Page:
Instead of investing our tax dollars in fossil fuel companies, we will invest in deploying renewable energy, advancing battery technology, manufacturing the next generation of electric cars, and creating more energy-efficient buildings. In doing so, we will create demand for new manufactured products and skilled construction jobs, and spur major innovation in everything from building materials to advanced energy technologies. We can put millions of Americans to work building new energy solutions, sustainable infrastructure, and pollution-free communities. Furthermore, this plan will lead to massive savings over the long-term, as Americans pay less to heat their homes, fuel their cars and rebuild their communities hit by climate change.

Americans are already paying the price for climate change. Climate change cost the U.S. economy at least $240 billion per year during the past decade, and that figure is projected to rise to $360 billion per year in the coming 10 years. We cannot afford the cost of inaction. We can choose between two roads: guaranteed economic decline from extreme weather, or increasing prosperity from a clean energy economy and low-cost, electrified transportation. Transitioning to 100% clean vehicles, buildings and electricity will free Americans from the stranglehold of rising gas prices and provide permanent savings on heating their homes.

Through a national Climate Mission agenda, we will mobilize America to confront climate change, end reliance on fossil fuels and build our clean energy future. The 100% Clean Energy for America Plan is a critical starting point: We must establish smart rules and clear goals if we are going to unleash a new generation of innovation. Implementation of this plan will begin on the Inslee Administration’s first day. And much of this plan can be accomplished using authorities and programs Congress has already established for the executive branch, including the federal Clean Air Act, while other elements will require new legislation.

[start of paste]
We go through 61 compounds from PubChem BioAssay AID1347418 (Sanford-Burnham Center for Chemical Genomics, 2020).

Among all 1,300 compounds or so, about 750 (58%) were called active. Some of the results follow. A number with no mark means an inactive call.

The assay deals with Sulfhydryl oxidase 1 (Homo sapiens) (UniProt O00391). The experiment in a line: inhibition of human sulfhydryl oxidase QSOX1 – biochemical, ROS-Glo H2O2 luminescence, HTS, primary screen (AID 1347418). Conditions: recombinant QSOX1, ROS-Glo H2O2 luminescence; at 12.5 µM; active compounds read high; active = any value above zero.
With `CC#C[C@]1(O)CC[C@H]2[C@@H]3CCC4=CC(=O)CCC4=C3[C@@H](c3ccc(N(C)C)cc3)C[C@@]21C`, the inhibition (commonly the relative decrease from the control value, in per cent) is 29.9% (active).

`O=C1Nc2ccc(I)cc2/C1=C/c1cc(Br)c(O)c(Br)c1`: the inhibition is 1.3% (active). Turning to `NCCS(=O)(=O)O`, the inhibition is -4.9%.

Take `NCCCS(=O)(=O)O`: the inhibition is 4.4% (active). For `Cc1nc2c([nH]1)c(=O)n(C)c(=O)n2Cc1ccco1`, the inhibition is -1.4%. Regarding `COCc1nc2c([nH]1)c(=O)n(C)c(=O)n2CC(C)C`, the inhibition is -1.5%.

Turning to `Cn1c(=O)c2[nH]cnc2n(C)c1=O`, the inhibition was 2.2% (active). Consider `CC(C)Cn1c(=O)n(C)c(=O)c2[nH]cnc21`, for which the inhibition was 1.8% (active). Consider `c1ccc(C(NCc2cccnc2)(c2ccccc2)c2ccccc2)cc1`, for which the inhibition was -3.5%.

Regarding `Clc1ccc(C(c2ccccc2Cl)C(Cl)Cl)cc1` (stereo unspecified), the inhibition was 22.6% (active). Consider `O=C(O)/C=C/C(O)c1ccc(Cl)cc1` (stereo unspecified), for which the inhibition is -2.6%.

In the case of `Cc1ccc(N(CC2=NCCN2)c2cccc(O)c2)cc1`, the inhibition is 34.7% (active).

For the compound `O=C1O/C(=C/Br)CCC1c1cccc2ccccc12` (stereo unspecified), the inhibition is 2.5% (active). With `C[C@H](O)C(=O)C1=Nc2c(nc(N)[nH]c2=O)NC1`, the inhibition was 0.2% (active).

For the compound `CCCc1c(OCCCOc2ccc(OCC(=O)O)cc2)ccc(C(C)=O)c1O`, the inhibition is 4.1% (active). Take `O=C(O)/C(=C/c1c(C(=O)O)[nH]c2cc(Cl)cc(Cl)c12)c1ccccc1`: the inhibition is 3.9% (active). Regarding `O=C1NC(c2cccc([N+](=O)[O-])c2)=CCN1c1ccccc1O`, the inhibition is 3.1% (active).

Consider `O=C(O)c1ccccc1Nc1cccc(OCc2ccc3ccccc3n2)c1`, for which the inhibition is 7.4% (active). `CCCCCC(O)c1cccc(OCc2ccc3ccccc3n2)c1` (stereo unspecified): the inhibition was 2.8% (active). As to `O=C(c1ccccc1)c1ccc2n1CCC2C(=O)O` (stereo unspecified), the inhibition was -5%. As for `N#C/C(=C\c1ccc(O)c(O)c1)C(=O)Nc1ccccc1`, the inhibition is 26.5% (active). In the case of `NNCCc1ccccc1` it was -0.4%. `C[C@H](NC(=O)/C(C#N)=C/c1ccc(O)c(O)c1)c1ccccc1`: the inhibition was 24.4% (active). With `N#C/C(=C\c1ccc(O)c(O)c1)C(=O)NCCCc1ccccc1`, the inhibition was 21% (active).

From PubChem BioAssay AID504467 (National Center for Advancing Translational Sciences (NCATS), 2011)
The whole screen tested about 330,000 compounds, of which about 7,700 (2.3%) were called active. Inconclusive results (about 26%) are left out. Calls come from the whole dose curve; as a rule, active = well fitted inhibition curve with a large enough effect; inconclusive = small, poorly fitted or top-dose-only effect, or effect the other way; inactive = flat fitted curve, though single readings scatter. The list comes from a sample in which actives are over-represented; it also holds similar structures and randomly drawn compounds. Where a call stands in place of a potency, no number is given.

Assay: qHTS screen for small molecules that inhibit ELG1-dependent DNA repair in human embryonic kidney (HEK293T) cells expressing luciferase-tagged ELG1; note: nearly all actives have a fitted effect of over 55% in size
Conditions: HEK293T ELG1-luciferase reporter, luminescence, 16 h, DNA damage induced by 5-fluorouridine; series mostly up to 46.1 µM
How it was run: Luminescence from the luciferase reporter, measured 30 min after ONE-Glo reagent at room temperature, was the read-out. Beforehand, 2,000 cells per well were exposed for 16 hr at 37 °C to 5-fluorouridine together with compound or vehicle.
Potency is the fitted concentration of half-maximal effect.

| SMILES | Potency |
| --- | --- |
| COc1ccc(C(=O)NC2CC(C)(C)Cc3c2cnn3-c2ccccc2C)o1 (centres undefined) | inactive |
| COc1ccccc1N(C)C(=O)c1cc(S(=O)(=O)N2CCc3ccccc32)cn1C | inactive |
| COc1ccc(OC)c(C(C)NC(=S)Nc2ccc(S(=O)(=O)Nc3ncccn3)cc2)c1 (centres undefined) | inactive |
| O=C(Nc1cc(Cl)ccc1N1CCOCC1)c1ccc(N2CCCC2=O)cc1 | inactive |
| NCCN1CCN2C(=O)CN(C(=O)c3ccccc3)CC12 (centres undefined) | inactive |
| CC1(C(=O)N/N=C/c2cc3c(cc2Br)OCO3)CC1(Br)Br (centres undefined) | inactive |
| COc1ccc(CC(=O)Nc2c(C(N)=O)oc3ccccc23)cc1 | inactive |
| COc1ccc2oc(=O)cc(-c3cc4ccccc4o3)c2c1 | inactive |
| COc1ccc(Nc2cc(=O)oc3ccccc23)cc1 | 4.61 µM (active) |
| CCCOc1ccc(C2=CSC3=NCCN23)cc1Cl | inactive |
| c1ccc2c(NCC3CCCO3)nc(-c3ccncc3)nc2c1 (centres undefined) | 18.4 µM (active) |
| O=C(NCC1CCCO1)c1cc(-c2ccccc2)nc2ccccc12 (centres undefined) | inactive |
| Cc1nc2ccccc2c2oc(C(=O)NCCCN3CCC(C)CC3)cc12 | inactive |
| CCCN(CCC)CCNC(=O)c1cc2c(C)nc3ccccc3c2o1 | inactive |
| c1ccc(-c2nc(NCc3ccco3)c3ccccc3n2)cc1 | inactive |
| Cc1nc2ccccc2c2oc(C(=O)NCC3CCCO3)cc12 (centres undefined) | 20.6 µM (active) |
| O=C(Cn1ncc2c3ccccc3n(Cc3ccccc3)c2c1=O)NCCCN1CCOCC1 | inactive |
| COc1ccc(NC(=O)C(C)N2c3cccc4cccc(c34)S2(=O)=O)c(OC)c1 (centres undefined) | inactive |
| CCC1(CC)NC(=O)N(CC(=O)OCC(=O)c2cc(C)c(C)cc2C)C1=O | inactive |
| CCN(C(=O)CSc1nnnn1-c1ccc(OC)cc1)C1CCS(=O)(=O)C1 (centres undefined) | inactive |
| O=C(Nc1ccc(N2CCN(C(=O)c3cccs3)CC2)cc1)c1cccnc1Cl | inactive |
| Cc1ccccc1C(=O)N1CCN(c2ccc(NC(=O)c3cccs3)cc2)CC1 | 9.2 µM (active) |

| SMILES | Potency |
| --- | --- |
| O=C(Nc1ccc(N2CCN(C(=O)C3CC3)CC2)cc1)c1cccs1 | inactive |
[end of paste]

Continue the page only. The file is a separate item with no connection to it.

During the coming weeks, Governor Inslee will introduce additional major policies as part of a national Climate Mission — including: increasing strategies to slash climate pollution from the transportation sector and from existing buildings; making major investments in clean energy jobs, infrastructure and innovation; supporting clean and competitive manufacturing and sustainable and thriving agriculture; advancing environmental justice and economic inclusion; and bringing an end to fossil fuel giveaways.

100% Clean Electricity
Through the 100% Clean Energy for America Plan, America will move swiftly to achieve 100% clean, renewable and zero-emission energy in electricity generation, using the strength of federal investment and policy to accelerate the transition that is under way thanks to state and local leadership. This clean electricity will be the backbone of our economy, powering our homes, vehicles, and industry.

The plan sets ambitious yet technologically achievable goals that respond to the reality of climate science, while unlocking a massive new wave of productive and job-creating investment. This plan includes: